x Abu Dhabi, UAE Thursday 20 July 2017

New rules have ups and downs

South Africa captain John Smit was far from enamoured with rugby's new Experimental Law Variations against New Zealand.

The South Africa captain John Smit fields questions from the media.
The South Africa captain John Smit fields questions from the media.

WELLINGTON // South Africa captain John Smit received his first taste of rugby's new Experimental Law Variations on Saturday night and was far from enamoured with what he experienced. Smit (Clermont Auvergne), along with Victor Matfield (Toulon), Butch James (Bath) and replacement Percy Montgomery (Perpignan), did not play in the Super 14 this year where most of ELV rules were first utilised, including free-kicks being awarded for all offences other than offside and foul play.

The opening Tri Nations match between the Springboks and New Zealand, however, was the first time collapsing a maul was legal and numbers at the line-out were not restricted. Poor ball retention and some wayward kicking let down the world champions who struggled in the scrum and did not have their typical dominance in the line-out. The Springboks also struggled to adapt quickly enough to referee Stuart Dickinson's rulings at the breakdown with Smit, Matfield and James failing to find their best form under the ELVs.

Smit managed only 35 minutes of the 19-8 loss in Wellington before being forced off with a groin injury sustained after he was lifted and dumped on his back by Brad Thorn in the sixth minute - a tackle that cost the All Blacks lock a one-game ban. Smit is now in doubt for the second Test against New Zealand in Dunedin on Saturday with Stormers hooker Schalk Britz called up to join the squad. The World Cup-winning captain arrived in New Zealand with plenty of scepticism about the new laws and that feeling does not appear to have changed.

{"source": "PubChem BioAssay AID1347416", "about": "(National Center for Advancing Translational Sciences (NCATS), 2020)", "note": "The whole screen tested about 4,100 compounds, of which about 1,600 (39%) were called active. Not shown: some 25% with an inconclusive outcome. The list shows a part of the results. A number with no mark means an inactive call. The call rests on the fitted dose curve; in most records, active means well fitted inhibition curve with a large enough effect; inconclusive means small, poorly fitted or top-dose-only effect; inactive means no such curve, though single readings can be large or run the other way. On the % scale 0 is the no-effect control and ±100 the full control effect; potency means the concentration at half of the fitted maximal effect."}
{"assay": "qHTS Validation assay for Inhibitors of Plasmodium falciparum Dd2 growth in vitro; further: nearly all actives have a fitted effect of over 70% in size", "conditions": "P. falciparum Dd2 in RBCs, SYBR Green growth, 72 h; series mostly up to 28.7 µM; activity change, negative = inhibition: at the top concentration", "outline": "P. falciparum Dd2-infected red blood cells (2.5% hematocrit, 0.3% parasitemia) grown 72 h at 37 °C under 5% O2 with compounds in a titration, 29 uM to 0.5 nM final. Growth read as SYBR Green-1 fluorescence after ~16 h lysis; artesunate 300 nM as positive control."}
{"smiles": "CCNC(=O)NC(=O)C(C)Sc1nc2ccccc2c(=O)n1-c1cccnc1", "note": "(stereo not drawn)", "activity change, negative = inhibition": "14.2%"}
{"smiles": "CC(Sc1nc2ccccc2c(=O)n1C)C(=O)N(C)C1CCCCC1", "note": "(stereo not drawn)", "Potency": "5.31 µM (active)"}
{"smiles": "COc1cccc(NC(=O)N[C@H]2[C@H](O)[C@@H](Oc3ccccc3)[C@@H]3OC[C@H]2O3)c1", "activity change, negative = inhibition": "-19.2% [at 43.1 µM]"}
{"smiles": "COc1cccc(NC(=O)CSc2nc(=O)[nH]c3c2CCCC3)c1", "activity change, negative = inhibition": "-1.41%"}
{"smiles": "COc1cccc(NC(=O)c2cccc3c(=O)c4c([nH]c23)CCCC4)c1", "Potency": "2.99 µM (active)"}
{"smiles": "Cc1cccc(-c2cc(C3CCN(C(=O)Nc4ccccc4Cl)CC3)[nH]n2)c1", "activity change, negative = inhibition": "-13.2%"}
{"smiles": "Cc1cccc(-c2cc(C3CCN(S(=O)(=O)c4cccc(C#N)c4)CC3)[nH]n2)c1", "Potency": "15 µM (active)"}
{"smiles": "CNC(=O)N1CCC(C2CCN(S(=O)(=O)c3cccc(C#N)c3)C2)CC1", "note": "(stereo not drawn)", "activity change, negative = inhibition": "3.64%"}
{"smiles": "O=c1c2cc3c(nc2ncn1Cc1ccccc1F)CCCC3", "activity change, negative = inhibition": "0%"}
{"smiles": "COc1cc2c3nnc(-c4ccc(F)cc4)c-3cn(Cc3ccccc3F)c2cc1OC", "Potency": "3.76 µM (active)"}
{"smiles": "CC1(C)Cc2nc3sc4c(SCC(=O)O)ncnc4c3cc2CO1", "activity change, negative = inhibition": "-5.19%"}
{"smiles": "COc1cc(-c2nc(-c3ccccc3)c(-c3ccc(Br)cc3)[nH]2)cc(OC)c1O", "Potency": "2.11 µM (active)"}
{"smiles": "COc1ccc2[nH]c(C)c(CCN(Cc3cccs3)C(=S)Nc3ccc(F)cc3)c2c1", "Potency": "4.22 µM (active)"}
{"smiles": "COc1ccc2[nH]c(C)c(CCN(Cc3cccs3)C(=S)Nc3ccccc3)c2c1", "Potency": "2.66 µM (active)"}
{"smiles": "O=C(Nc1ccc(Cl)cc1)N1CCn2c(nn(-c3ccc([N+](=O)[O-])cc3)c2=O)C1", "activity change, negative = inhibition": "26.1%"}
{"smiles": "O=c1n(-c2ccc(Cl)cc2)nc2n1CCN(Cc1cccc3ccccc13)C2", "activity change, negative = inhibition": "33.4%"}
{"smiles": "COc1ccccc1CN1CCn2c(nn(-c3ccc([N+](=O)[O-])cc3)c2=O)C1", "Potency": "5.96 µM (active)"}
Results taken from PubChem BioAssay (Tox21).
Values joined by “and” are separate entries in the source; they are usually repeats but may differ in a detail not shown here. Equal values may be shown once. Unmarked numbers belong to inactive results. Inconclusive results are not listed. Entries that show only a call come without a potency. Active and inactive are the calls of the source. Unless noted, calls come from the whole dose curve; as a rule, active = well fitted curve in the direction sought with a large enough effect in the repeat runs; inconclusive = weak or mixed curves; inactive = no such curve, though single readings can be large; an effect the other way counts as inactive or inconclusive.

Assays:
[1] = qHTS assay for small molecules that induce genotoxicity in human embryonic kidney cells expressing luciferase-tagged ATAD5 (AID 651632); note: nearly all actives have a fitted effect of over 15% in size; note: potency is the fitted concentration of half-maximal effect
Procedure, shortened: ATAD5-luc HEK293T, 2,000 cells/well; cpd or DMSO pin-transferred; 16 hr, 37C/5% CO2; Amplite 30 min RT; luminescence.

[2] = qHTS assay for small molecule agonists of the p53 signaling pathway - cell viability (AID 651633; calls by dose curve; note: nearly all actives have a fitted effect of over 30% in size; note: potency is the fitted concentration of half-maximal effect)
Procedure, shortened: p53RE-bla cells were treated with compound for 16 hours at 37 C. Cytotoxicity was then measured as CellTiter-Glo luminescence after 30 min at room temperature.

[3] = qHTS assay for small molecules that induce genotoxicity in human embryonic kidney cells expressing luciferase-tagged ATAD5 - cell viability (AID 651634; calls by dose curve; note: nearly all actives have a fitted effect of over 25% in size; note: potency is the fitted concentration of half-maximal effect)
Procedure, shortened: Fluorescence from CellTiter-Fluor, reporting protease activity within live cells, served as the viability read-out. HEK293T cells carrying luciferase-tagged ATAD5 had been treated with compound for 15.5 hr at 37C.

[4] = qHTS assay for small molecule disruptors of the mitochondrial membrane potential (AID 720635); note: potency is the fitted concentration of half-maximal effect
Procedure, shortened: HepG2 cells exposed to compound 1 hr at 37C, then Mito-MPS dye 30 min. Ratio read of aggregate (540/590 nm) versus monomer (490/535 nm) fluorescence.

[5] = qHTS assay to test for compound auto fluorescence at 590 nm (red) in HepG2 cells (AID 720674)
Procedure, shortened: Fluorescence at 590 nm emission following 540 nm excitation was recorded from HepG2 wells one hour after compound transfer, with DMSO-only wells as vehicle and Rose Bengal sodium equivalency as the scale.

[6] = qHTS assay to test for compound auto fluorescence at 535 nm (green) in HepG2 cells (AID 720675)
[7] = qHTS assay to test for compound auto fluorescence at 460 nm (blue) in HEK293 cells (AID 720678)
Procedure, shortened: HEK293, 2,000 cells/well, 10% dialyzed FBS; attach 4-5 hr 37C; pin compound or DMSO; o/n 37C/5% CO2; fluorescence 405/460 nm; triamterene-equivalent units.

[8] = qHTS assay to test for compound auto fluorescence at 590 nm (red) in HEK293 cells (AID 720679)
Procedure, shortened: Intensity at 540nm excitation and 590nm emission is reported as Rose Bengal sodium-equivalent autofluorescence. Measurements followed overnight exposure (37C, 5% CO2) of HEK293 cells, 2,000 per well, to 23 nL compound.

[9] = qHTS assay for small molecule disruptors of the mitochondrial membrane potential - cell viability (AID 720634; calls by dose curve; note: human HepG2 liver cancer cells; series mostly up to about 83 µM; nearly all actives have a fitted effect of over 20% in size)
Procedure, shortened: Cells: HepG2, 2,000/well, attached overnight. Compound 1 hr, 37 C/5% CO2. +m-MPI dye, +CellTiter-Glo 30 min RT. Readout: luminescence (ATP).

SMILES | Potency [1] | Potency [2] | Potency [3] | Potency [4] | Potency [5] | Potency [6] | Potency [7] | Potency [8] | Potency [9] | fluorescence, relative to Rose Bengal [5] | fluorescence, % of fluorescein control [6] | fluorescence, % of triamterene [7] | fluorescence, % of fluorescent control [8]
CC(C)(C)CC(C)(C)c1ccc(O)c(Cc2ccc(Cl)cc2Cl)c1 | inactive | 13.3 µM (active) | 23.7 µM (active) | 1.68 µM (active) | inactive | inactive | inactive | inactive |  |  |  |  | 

"I would have liked to have played a full game to get the full scope of it," he said. "I played 35 minutes, threw one lineout. There was a lot of aimless time in the middle of the field with the kicking that went on. "I didn't get the full chance to experience them but my 35 minutes certainly wasn't the most fun I've had. "The combative situations are pretty much the same but there doesn't seem to be much direction."

Smit promised his side would improve before next weekend's showdown in Dunedin. "There's a hell of lot left in us to give," he added. "That's probably one of the most disappointing things that we didn't bring it all. "There was a lot of inaccuracy and a lot that we're normally good at that we didn't do today. "It's probably as poor as we could play in the Tri-Nations and hopefully we can continue on and get better from there."

Matfield admitted after playing in the French second division he was still a little off the pace even with two games against Wales and one against Italy under his belt. "It will probably take another two or three games to be 100 per cent as sharp as I would like to be," he said. "I'll just have to work hard and get better every week." The 19-8 defeat was the first loss for coach Peter de Villiers since he took over from Jake White after last year's World Cup triumph.

* PA Sport